Many McDonald's franchisees are furious over the rising costs of running their businesses, and they're complaining directly to the company.
McDonald's is struggling to sell burgers as it is, and now a (Caution: Hot) brewing franchisee revolt is on the horizon, Bloomberg reports. From sky-high costs to a lack of control, franchise owners' patience with corporate is wearing as thin as a soggy French fry.
Here are a few of the McDonald's franchise owners' top complaints:
High operating costs. McDonald's is shifting more costs to operators, according to Bloomberg. The rising costs to operate the restaurants -- including rent, remodeling and fees for training and software -- are making franchisees less likely to open new restaurants and refurbish them, potentially constraining sales. For example, some franchisees are forking over up to 12 percent of store sales for rent. It used to be about 8.5 percent.
Lack of transparency. Franchise owners contend they aren't given a fair idea of the actual profitability (or lack thereof) of the business. A number of owners are backing a proposed California law that would require good faith and fair dealing between parties in a franchise contract, reports Bloomberg. It would also allow franchisees to associate freely with fellow store owners.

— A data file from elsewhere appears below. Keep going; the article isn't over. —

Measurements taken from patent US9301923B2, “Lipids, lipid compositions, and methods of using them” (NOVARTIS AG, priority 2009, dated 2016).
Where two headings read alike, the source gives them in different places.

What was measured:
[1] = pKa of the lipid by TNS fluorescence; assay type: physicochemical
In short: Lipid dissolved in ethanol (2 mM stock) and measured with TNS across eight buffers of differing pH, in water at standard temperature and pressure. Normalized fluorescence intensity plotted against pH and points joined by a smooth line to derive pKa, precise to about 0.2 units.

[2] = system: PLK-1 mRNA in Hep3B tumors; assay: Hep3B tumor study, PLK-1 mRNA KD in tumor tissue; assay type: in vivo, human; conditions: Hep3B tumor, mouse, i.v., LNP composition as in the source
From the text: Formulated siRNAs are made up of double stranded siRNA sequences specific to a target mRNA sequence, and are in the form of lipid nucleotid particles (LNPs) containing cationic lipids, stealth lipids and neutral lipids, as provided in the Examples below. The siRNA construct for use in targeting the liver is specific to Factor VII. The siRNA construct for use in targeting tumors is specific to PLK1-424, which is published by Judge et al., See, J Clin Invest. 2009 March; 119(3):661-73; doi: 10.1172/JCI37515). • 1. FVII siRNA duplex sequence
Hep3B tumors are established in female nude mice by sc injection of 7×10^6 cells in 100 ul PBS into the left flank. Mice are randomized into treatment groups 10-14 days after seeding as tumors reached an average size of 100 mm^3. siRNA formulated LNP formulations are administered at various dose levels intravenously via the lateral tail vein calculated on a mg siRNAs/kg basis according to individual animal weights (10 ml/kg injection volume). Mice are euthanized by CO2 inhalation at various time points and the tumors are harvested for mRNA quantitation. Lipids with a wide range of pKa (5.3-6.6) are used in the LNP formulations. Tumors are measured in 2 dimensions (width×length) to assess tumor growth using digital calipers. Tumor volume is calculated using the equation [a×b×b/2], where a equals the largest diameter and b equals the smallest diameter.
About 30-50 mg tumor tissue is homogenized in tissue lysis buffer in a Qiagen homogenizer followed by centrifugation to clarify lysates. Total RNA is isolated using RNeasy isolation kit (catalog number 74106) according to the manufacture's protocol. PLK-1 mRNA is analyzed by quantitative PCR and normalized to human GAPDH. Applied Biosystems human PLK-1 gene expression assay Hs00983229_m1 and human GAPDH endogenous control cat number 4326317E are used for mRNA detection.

Not a fiduciary relationship. The tone of McDonald's has reportedly become much more controlling and less inclusive. But alas, courts have held for the last 25 years that the franchise relationship is not a fiduciary relationship, according to the ABA.
Slowed expansion. Before, franchisees suffered when McDonald's expanded too quickly and new stores began to cannibalize existing franchise locations. Under pressure from franchisees, the company slowed the expansion -- to the point where consumer confidence has dropped. The company is struggling to grow and franchisee morale is low.
Lack of system-wide changes. Franchisees want to fix up their run-down stores to attract customers. They also want to find a way to get the company to reduce rents and other costs. However, it's ultimately up to the franchisor to make changes to the system. That being said, the franchisor's right to change the system may be limited where it directly benefits the franchisor at the franchisees' expense.
Take a cue from the McDonald's revolt and the company's deteriorating relationship with its franchisees. You may want to hire a small business attorney to help you plan ahead so that you can leave your pitchfork at home.